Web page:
Marcello Vavala, a preservation associate at the Los Angeles Conservancy, explained that the 1933 earthquake in particular brought about more stringent building codes for schools, which drove the city to build many schools from such an era in such a fashion.

"Streamline Moderne was a more stripped-down style," said Vavala. "It saved on costs. There weren't many projecting corners."


The Vermont Square Branch Library stands in an open park on 48th and Vernon. Constructed in 1913, it is the result of Andrew Carnegie's philanthropic efforts at the turn-of-the-century to supply towns across the world with public libraries.

It's lucky to be around today.

"Carnegie libraries were a very finite thing," said Vavala. "Very few of them survived."

Out of the six Carnegie libraries built in Los Angeles, only three remain.

"Because of the time period in which they were constructed, a lot of the libraries were very small in scale," Vavala explained. "Many of the smaller branches were demolished to make way for a larger branch."

The Vermont Square Branch almost met such a fate. Records kept at the Conservancy show that in 1987, a plan to build a new library that would phase out the Vermont Square Branch passed an environmental standards test.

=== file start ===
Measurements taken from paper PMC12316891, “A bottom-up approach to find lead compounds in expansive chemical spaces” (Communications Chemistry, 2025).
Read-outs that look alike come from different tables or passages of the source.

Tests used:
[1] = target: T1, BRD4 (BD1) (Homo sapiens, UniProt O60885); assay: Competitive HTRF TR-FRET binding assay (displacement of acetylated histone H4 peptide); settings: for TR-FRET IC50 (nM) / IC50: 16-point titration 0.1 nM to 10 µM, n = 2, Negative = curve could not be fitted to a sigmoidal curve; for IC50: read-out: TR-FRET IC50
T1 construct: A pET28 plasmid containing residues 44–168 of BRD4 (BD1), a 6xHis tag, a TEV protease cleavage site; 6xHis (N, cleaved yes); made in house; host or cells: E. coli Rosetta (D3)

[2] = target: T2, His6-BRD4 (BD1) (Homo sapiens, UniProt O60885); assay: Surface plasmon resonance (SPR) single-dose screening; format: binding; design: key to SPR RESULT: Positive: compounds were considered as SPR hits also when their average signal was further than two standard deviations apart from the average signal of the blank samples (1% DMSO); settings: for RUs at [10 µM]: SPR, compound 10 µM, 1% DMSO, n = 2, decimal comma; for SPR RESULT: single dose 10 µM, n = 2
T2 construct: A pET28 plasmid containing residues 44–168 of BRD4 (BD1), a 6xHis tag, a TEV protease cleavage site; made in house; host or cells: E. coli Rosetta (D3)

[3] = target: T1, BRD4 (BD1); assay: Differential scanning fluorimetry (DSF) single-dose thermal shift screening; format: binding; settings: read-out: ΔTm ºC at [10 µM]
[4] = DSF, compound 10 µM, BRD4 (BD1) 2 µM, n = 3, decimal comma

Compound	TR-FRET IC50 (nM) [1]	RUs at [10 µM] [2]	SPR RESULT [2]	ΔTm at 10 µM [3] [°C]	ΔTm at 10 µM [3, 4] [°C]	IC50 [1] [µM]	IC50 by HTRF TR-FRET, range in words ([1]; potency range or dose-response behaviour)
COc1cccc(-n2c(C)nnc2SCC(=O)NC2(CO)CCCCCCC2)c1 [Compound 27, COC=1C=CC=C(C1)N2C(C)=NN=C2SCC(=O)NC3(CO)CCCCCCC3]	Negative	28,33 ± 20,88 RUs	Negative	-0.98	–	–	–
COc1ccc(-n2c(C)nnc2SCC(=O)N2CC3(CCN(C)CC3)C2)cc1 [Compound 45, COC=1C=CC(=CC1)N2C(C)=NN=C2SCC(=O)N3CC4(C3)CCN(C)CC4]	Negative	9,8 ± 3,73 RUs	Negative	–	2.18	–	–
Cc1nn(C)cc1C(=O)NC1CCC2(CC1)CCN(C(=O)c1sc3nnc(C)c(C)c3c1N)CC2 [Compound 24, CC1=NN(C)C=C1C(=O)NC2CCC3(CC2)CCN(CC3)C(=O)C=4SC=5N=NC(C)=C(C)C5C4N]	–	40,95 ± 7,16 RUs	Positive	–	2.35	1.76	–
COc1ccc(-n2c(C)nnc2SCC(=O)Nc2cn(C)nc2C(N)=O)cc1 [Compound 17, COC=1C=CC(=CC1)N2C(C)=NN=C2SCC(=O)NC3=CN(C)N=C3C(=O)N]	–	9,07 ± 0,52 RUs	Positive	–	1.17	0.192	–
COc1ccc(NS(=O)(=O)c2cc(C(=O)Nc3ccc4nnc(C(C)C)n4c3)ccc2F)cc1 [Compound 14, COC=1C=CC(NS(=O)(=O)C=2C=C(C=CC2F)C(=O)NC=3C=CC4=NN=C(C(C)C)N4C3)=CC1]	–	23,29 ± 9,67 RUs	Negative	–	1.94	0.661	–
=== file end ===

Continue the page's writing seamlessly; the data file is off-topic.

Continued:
Fortunately, the city never demolished the Vermont Square Branch. Instead, the library now holds the status of being the oldest operating library in Los Angeles and has been declared a Historic-Cultural Monument.

Built in Italian Renaissance fashion, the Vermont Square Branch was designed by architects Silas Burns and Sumner Hunt. Hunt and Burns also designed a variety of craftsman-style houses in the West Adams community, as well as the Spanish Colonial Revival-style Automobile Club of Southern California in 1923. Hunt also drafted the blueprints for the Bradbury Building (featured in the 1982 movie Blade Runner) in 1893 before he was fired and replaced by George Wyman.

"Sumner Hunt had a reputation of staying at the forefront of architectural trends," said Vavala. "He was very adept at picking up on the trends of the day."